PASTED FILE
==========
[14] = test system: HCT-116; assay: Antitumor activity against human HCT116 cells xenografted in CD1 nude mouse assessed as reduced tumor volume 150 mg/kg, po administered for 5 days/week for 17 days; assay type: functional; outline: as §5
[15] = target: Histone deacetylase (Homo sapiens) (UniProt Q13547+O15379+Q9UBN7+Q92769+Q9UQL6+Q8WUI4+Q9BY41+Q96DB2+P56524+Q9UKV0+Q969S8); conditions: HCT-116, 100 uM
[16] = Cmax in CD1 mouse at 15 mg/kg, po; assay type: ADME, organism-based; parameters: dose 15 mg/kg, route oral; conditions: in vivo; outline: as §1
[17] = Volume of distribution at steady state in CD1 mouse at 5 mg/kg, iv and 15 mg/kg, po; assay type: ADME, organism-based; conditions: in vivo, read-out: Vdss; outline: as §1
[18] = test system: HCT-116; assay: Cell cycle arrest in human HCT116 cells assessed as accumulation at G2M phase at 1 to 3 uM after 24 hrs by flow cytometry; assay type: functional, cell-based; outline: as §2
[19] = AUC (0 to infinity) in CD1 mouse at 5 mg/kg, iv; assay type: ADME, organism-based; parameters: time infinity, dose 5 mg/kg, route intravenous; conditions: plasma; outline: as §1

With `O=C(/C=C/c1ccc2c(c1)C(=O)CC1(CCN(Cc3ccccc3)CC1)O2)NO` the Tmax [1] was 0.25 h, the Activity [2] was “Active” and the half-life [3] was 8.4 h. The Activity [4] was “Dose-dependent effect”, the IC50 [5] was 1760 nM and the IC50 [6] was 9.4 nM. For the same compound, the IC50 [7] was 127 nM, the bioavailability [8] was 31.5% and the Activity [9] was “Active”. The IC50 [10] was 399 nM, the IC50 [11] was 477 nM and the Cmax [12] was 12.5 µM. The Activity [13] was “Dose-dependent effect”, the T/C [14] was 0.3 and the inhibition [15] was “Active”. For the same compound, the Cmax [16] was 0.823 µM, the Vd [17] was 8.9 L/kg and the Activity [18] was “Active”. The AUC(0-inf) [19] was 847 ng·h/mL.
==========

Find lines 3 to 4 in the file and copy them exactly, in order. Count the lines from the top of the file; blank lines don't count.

[16] = Cmax in CD1 mouse at 15 mg/kg, po; assay type: ADME, organism-based; parameters: dose 15 mg/kg, route oral; conditions: in vivo; outline: as §1
[17] = Volume of distribution at steady state in CD1 mouse at 5 mg/kg, iv and 15 mg/kg, po; assay type: ADME, organism-based; conditions: in vivo, read-out: Vdss; outline: as §1